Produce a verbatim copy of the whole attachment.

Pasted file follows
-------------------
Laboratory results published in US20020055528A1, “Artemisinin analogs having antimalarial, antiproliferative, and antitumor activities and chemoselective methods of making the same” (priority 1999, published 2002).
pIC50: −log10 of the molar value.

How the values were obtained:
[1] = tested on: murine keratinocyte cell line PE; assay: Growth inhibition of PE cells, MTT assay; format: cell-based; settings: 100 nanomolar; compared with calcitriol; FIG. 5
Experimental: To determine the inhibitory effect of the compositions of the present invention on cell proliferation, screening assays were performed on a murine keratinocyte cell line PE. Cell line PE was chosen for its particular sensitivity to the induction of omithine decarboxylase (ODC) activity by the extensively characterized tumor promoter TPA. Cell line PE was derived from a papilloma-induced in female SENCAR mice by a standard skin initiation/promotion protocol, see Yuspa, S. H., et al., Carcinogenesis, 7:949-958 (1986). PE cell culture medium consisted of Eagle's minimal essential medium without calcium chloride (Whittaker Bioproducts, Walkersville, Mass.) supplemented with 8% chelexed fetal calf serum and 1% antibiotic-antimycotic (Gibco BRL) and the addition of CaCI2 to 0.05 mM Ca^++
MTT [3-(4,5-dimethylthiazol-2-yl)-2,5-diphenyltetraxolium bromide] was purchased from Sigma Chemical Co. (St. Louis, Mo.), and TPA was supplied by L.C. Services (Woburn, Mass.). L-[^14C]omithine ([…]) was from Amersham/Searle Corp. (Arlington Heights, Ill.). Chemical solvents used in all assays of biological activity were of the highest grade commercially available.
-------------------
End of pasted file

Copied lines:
Laboratory results published in US20020055528A1, “Artemisinin analogs having antimalarial, antiproliferative, and antitumor activities and chemoselective methods of making the same” (priority 1999, published 2002).
pIC50: −log10 of the molar value.

How the values were obtained:
[1] = tested on: murine keratinocyte cell line PE; assay: Growth inhibition of PE cells, MTT assay; format: cell-based; settings: 100 nanomolar; compared with calcitriol; FIG. 5
Experimental: To determine the inhibitory effect of the compositions of the present invention on cell proliferation, screening assays were performed on a murine keratinocyte cell line PE. Cell line PE was chosen for its particular sensitivity to the induction of omithine decarboxylase (ODC) activity by the extensively characterized tumor promoter TPA. Cell line PE was derived from a papilloma-induced in female SENCAR mice by a standard skin initiation/promotion protocol, see Yuspa, S. H., et al., Carcinogenesis, 7:949-958 (1986). PE cell culture medium consisted of Eagle's minimal essential medium without calcium chloride (Whittaker Bioproducts, Walkersville, Mass.) supplemented with 8% chelexed fetal calf serum and 1% antibiotic-antimycotic (Gibco BRL) and the addition of CaCI2 to 0.05 mM Ca^++
MTT [3-(4,5-dimethylthiazol-2-yl)-2,5-diphenyltetraxolium bromide] was purchased from Sigma Chemical Co. (St. Louis, Mo.), and TPA was supplied by L.C. Services (Woburn, Mass.). L-[^14C]omithine ([…]) was from Amersham/Searle Corp. (Arlington Heights, Ill.). Chemical solvents used in all assays of biological activity were of the highest grade commercially available.